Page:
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The Three Stages of Weed Resistance Awareness, a simple warning

The Three Stages of Weed Resistance Awareness, a simple warning

The biggest mistake farmers make in the battle against weed resistance is to simply wait too long to do anything about it. The one-more-year farmer tries to make another round with his current one-thing-fits-all herbicide management program, and it ends up being a costly decision.

This farmer takes a big gamble when it comes to herbicide resistance. And it’s a foolish gamble for a simple reason: The farmer knows, or strongly suspects, that weeds on his farm are not all succumbing to his herbicide regiment. Yet, he opts for the same strategy one more year. That’s kind of like ignoring the chest pains long enough to get one more round of golf in before calling the ambulance.

The one-thing-fits-all approach to weed management days have passed, especially for cotton, and should be regaled to nostalgia and "remember-when" stories.

Research in recent years, especially in cotton, has well established that a systems approach to weed control is a must these days, laying down the residuals, getting them activated, then timely hitting weeds with multiple chemistries as the season progresses, and keeping a weed-chopping crew on speed-dial to come in when escapes appear, which will happen even under the best management eye.

Thinking about the one-more-year guy reminds me of what could be deemed the Three Stages of Weed Resistance Awareness.

The Lucky, the Denier and the Oh-!@#$ Guy

Consider this somewhat of a risk index to gauge your particular situation, a simple guy’s (me) non-scientific guide to weed consciousness, if you will:

The Lucky Farmer: This fellow really hasn’t had any resistant weed problems so far in any of his fields across his crop mix. These farmers do exist. I’ve spoken with a few. But like $2 gas, they’re rare these days. Either this farmer never bought into the one-thing-fits-all weed management approach, or he saw the writing on the wall as neighboring farmers fell to the problem. He jumped out ahead, abandoned the ‘easy’ way, and went straight to the multi-pronged (and much more expensive) attack now preached by Extension and industry specialists alike. In theory, he might have resistant weeds, but he’s kept the tell-tale symptoms of them at bay.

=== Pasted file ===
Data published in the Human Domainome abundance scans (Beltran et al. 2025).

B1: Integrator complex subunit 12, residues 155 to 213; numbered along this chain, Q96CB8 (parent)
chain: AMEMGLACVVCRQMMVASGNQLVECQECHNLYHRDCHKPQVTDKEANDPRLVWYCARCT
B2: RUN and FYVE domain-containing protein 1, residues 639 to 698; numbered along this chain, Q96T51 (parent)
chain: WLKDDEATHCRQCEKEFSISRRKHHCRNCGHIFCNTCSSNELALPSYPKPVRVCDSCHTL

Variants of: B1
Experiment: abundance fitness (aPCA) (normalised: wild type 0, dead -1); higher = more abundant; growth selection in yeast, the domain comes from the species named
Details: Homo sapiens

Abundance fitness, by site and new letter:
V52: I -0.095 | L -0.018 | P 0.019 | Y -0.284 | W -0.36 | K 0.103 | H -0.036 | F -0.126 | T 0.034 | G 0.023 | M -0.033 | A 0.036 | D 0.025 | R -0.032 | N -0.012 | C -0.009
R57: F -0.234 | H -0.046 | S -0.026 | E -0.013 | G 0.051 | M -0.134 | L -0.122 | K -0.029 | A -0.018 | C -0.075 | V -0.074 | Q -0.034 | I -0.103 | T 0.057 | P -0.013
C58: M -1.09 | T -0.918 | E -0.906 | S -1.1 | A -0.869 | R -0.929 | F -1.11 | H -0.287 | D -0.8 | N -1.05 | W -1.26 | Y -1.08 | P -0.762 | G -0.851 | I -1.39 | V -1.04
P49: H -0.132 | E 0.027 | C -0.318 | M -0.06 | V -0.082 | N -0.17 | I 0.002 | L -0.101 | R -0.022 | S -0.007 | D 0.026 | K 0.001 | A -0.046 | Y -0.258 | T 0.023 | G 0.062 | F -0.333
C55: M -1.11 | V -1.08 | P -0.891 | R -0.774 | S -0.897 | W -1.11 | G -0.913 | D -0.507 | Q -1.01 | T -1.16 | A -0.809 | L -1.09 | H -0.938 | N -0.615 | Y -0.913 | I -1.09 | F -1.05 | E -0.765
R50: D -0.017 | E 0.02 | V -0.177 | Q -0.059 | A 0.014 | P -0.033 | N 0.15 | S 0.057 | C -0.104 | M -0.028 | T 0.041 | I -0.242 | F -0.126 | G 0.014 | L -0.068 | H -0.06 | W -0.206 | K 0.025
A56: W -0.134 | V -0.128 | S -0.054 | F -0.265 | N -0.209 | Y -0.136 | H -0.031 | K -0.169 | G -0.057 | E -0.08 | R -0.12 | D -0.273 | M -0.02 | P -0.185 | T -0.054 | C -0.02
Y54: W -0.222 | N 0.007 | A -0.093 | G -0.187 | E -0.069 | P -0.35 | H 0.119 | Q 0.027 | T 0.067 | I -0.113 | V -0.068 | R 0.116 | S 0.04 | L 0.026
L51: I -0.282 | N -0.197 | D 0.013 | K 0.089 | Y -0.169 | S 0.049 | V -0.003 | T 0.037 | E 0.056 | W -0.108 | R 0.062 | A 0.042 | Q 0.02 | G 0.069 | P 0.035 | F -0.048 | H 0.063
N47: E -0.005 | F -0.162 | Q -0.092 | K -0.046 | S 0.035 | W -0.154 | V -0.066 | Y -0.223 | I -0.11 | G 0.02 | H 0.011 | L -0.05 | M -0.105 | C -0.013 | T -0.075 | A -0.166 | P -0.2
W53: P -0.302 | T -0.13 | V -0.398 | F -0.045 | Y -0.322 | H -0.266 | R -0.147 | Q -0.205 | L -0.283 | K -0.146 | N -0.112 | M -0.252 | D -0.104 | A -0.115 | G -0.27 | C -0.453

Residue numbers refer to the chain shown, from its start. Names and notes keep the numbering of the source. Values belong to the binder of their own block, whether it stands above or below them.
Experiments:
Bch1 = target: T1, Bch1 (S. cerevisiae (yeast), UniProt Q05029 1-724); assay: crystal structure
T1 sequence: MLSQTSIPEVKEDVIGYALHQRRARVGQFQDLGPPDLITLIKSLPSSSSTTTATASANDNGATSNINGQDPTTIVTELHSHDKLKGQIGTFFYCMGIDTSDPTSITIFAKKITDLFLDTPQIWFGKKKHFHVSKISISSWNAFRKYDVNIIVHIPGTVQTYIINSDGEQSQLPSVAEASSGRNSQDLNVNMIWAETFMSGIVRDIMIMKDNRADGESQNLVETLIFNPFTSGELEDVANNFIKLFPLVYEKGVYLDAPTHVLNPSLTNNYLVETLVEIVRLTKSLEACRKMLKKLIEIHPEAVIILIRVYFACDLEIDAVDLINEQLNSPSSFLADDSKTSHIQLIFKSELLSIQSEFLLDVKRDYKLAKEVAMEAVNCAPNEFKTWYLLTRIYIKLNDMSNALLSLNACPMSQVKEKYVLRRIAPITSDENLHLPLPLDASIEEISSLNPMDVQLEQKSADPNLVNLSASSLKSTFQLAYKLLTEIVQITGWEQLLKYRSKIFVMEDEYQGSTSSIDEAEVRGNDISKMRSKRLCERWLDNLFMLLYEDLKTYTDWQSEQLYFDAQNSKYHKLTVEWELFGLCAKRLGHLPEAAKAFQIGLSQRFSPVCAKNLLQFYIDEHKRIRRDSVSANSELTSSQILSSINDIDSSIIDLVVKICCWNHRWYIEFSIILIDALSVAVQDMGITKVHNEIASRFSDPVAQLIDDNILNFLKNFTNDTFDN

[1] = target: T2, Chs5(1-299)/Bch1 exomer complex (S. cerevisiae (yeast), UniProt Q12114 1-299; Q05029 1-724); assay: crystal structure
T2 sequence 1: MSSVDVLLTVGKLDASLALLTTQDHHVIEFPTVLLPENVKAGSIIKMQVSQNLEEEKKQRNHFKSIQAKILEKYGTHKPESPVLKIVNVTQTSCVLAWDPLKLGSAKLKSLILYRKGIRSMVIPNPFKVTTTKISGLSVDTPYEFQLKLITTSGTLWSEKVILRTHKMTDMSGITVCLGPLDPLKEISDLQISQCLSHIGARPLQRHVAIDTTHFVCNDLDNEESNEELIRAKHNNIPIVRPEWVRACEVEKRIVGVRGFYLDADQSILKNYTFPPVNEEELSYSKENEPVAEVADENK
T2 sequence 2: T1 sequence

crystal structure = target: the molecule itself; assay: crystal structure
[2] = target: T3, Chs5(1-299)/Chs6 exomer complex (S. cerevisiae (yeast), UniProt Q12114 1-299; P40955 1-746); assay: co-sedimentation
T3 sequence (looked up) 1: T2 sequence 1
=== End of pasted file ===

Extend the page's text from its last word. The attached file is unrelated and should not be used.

The One-More-Year Guy: Or the denier. A few weeds one season seem to stick around as others succumb to his herbicide application. Maybe it was a missed section during spraying? A hiccup in application or the rate applied? No big deal. It happens, right? He’ll see how it goes next season. He might even up the herbicide rate a touch; that’ll get 'em.

The Oh-!@#$ Guy: The next year comes and weeds stand tall, mockingly peering high over the crop’s canopy. And it hits, that "oh-no!" moment. I've got a real problem here with weeds. It’s here. I have it. No doubt. What do I do now? This farmer has had an awakening and needs some help, and help is out there. He calls his Extension agent, his crop consultant, and his dealer. He follows through with that worried moment and makes the right adjustments. He’s behind the eight-ball for sure, but acceptance is half the battle. Over time, and usually much longer than he likes and much more costly then dreamed, he ends up in the stage of The Lucky Farmer.

All of this is a bit tongue-in-cheek, but weed resistance remains one of the top issues facing Southeast agriculture. Any farmer, I think, still farming today has proven he is a good farmer. As we enter a time of depressed commodity prices, the best will be tested. And who can blame the one-more-year guy. It’s a tough economic and management call.

Now, if you’ve stayed with me this far, here's the treat. A weed-challenged Australian farmer in this video parodies a pop song, [3] lamenting his struggle with resistant weeds, something Australian farmers are all too aware of. The song’s refrain, “I can’t even spray them now. Have to kill the !@#$%^&s with a moldboard plow.” It’s well done and tragically hilarious, and once you hear it, you won't be able to get it out of your head.